This is one of the most difficult aspects of fostering. You must consider whether you are willing to do everything you can to help the child in your care and their family be successful in reunification. Those who brave this mission often find unexpected joys and blessings, even in seasons of pain. God is the healer. “He heals the brokenhearted and binds up their wounds.” Psalms 147:3  

God can heal and redeem every family, including our own. And that should always be our prayer. For additional insights on reunification, see our blog post How to Deal with the Grief of Reunification.  

Consider Your Why

Why do you feel led to foster? To fill a need within yourself or to meet the needs of the child? In my time fostering, I have heard parents express a number of motives.  

“I feel needed when I’m fostering a child.”  

“I have an extra bedroom, so why not foster?”  

“I so badly want to be a parent.”  

While these things are not bad in and of themselves, these are not sustainable reasons to foster.  

A parent who steps into foster care solely because they want a child will be crushed and discouraged by reunification. One who simply yearns to feel needed will give up when they struggle to bond with a child in their care.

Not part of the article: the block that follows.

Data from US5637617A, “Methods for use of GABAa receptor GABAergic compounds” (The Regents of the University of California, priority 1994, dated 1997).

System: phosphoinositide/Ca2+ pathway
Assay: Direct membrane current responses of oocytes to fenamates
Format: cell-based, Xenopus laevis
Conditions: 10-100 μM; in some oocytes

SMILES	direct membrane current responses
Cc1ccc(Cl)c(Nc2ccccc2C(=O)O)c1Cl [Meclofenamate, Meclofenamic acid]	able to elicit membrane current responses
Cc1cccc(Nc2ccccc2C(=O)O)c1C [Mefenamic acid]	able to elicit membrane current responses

Proverbs 4:23 says “Above all else, guard your heart for everything you do flows from it.” This verse warns against letting your heart grow hard and cold. If we are to answer this calling well, we must abandon our selfish desires and endeavor to trust God in all things. Foster parents rarely know what the future holds in any given case. You must be willing to love and let go, to go through both joy and pain for the good of a child.

God’s holds His children’s lives in His hands. Are you willing to trust Him and play the role He gives you to accomplish His good plans for them?

Consider Your Community

Having a healthy community of people around you is vital when stepping into foster care. We need people who will pray for us, stand with us and walk with us in practical ways. Foster care can feel very isolating when you attempt to do it on your own. One of the most meaningful things people in my community have done is educate themselves on trauma and learn with me.  

Before you begin foster care, find your people who will be in it with you. People who will encourage you to press in and move forward when the going gets rough. People who love you, support you and care about the kids in your care regardless of the challenges. People who will point you back to King Jesus and the calling you chose to answer.

For 10 practical ways your community can support you and your family on your foster journey check out this blog post.